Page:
In his first speech as Chancellor, Hitler emphasized the core value of National Socialism: the individual is nothing outside the State.
Bastiat shows how economic thinking bgoes wrong by focusing on immediate and obvious effects and ignoring effects that are harder to notice or quantify.
Tocqueville warns of the dangers from a nurturing government “extending its arm over the whole community.”
In this excerpt from Democracy in America, Tocqueville examines the decentralized, voluntary associations he found throughout the United States.
Tocqueville discusses the ways that self-interest disciplines people in the habits of regularity, temperance, moderation, foresight, and self-command.
The great classical liberal John Stuart Mill articulates his famous Harm Principle.
Paterson argues that the desire to do good for others can lead people to the conclusion that their concept of the good should be enforced by compulsion.
Addressing the problems with the two main approaches to privacy rights in America, Richman advocates for a Lockean approach.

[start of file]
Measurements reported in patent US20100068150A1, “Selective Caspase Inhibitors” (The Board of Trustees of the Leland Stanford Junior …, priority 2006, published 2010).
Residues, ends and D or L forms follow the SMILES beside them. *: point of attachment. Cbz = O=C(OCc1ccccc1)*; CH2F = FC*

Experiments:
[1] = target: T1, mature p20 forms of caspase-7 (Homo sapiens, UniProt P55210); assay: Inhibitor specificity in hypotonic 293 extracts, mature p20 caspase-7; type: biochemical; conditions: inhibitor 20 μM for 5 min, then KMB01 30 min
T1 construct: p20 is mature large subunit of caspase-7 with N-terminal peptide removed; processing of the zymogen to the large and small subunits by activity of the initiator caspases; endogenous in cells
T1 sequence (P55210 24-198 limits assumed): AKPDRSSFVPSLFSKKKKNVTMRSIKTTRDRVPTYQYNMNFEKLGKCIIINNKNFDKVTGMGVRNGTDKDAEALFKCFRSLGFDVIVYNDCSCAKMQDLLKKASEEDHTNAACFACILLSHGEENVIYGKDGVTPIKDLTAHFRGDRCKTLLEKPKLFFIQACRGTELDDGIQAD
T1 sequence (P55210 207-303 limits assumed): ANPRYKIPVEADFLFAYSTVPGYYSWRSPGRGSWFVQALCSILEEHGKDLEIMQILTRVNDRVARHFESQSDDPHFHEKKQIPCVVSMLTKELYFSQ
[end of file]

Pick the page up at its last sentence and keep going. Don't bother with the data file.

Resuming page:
William Lloyd Garrison argues that slavery was a direct violation of each person’s ownership of himself.
Starting from the premise that mass resistance to your ideas is a sign of success, Palmer critiques several criticisms of libertarian philosophy.
Friedman explores the nature of privatization in the United States, Europe, China, and Soviet Russia, arguing there is no one route to economic freedom.
Frederick Douglass argues that slavery “destroys the central principle of human responsibility” and violates the Constitution in three short essays.
Channing, a major influence on Ralph Waldo Emerson, argues that in the nature of property rights, human beings cannot be the property of others.
Angelina Grimké applies libertarian ideas to both women and blacks, showing that they are moral agents possessing rights and responsibilities.
Grimké, a prominent abolitionist lecturer and early feminist, criticizes the legal status of women under English and American law.
Overton was one of the Levellers who, during the English Civil War, were among the very first to articulate the early ideas of liberalism.
Mchangama argues for the necessity of the right to own not just personal property, but all property, including the means of production.
Diversified knowledge in the modern economy requires relying on experts, but imbuing these experts with political authority has disastrous consequences.